Evaporation of the Aral Sea – Human impact on the planet!

In the 1960s, the Soviet Union undertook a major water diversion project on the arid plains of Kazakhstan, Uzbekistan, and Turkmenistan. The region’s two major rivers, fed from snowmelt and precipitation in far-away mountains, were used to transform the desert into fields for cotton and other crops. Before the project, the two rivers left the mountains, cut northwest through the Kyzylkum Desert—the Syrdar’ya to the north and the Amudar’ya in parallel to the south—and finally pooled together in the lowest part of the desert basin. The lake they made, the Aral Sea, was once the fourth largest lake in the world.

Although irrigation made the desert bloom, it devastated the Aral Sea. This series of images from the Moderate Resolution Imaging Spectroradiometer (MODIS) on NASA’s Terra satellite documents the changes in the the Aral Sea throughout the past decade. At the start of the series in 2000, the lake was already a fraction of its 1960 extent (black line). The Northern Aral Sea (sometimes called the Small Aral Sea) had separated from the Southern (Large) Aral Sea. The Southern Aral Sea had split into an eastern and a western lobe that remained tenuously connected at both ends.

By 2001, the southern connection had been severed, and the shallower eastern part retreated rapidly over the next several years. Especially large retreats in the eastern lobe of the Southern Sea appear to have occurred between 2005 and 2006, and again between 2007 and 2008. The final image in the series is from the spring of 2009. Blowing dust (salt-laden sediments) covers a large part of the sea.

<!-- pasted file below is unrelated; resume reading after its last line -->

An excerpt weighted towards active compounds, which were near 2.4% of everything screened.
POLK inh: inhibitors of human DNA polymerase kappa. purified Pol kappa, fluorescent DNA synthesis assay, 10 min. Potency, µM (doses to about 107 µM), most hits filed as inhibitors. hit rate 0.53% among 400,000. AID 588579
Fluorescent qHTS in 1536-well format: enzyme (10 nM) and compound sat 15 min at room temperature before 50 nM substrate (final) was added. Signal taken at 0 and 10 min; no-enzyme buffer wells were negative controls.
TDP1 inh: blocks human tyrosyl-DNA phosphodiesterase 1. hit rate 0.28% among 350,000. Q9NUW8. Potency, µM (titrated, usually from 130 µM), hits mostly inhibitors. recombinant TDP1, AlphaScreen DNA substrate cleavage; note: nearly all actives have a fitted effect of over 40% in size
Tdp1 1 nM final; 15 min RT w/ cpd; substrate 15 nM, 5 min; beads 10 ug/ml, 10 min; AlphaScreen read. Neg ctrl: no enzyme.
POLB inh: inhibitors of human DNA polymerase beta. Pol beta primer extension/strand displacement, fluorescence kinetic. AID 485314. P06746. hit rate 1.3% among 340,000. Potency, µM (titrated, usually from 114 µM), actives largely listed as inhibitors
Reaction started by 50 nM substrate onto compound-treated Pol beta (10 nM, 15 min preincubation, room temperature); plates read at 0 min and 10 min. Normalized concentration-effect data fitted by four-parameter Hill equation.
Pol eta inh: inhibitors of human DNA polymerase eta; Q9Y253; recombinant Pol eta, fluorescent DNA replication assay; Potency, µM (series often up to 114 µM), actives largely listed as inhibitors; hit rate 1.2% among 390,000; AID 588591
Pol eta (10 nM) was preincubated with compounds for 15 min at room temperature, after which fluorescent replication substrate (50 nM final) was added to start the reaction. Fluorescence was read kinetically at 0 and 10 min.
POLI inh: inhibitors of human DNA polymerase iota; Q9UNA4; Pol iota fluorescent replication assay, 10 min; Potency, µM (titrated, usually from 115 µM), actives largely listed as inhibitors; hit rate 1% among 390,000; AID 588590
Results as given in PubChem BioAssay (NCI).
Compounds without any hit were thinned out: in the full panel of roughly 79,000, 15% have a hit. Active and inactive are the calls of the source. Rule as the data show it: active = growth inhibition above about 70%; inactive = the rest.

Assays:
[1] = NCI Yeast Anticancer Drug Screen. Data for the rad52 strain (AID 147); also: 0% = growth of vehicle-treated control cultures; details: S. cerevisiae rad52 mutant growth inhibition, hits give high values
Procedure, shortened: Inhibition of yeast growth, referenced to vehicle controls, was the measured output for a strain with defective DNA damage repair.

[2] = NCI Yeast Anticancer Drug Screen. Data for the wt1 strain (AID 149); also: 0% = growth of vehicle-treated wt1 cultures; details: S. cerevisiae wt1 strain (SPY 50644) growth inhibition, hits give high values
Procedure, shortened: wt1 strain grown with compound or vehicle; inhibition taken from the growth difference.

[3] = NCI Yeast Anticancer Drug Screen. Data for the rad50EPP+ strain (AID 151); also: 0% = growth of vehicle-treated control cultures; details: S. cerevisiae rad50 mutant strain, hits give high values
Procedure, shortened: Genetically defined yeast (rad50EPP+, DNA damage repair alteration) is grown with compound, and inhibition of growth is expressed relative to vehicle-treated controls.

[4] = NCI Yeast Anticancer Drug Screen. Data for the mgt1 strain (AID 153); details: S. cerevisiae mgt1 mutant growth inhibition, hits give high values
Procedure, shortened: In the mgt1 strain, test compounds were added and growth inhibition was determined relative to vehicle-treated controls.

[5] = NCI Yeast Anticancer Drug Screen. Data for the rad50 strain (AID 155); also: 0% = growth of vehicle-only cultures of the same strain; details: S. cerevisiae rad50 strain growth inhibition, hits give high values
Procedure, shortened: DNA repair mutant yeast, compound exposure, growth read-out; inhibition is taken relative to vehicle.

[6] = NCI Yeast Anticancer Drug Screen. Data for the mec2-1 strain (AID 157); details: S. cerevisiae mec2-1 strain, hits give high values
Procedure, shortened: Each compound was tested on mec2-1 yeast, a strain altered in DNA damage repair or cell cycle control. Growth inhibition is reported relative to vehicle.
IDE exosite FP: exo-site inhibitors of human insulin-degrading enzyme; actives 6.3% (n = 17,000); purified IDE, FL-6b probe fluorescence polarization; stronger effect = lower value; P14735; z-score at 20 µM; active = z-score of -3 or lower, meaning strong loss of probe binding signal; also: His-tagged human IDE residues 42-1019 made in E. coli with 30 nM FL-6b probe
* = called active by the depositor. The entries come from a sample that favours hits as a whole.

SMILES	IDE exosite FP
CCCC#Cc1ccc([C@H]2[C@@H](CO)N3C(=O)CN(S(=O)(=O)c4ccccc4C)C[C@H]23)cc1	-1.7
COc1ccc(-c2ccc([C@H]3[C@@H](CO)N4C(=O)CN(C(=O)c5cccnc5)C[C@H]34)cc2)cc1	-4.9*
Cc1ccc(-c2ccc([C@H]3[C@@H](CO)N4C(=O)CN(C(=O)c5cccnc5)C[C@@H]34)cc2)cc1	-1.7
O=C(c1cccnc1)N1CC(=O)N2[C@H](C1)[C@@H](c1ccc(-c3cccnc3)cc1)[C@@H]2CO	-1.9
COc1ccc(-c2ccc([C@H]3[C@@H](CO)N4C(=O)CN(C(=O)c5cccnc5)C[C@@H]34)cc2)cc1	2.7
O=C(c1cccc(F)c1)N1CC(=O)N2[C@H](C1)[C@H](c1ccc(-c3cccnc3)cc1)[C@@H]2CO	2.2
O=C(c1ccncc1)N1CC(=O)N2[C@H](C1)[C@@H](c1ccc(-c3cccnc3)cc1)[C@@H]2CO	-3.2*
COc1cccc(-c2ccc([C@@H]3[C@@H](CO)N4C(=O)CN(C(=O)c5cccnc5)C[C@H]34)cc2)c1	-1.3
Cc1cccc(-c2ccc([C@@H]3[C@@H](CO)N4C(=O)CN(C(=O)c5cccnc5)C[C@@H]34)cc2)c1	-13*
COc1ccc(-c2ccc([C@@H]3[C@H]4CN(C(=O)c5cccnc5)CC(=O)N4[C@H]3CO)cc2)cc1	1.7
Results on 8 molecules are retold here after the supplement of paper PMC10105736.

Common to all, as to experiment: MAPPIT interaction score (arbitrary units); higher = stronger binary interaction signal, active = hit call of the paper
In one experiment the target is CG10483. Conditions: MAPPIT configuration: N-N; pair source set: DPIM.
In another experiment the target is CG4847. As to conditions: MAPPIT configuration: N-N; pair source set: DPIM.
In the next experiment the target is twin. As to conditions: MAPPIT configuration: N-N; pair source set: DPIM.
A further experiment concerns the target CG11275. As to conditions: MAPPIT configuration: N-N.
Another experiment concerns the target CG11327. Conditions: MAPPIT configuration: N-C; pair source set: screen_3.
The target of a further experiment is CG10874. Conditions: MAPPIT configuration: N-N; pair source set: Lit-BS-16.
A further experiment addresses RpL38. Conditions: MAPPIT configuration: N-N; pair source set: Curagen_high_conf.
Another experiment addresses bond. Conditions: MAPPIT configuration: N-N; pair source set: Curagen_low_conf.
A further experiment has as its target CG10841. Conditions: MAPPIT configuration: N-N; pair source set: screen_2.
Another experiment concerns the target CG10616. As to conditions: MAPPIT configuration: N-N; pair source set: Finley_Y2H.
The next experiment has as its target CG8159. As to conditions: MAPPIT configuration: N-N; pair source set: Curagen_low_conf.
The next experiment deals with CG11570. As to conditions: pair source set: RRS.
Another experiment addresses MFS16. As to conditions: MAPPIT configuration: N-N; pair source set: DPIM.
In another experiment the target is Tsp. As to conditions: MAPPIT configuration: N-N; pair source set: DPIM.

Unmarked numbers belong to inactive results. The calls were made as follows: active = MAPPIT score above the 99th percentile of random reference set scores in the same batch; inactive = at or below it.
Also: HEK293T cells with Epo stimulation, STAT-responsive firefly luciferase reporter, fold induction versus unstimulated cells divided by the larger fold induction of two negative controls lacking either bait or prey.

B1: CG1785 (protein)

As the lake dried up, fisheries and the communities that depended on them collapsed. The increasingly salty water became polluted with fertilizer and pesticides. The blowing dust from the exposed lakebed, contaminated with agricultural chemicals, became a public health hazard. The salty dust blew off the lakebed and settled onto fields, degrading the soil. Croplands had to be flushed with larger and larger volumes of river water. The loss of the moderating influence of such a large body of water made winters colder and summers hotter and drier.

In a last-ditch effort to save some of the lake, Kazakhstan built a dam between the northern and southern parts of the Aral Sea. Completed in 2005, the dam was basically a death sentence for the southern Aral Sea, which was judged to be beyond saving. All of the water flowing into the desert basin from the Syrdar’ya now stays in the Northern Aral Sea. Between 2005 and 2006, the water levels in that part of the lake rebounded significantly and very small increases are visible throughout the rest of the time period. The differences in water color are due to changes in sediment.


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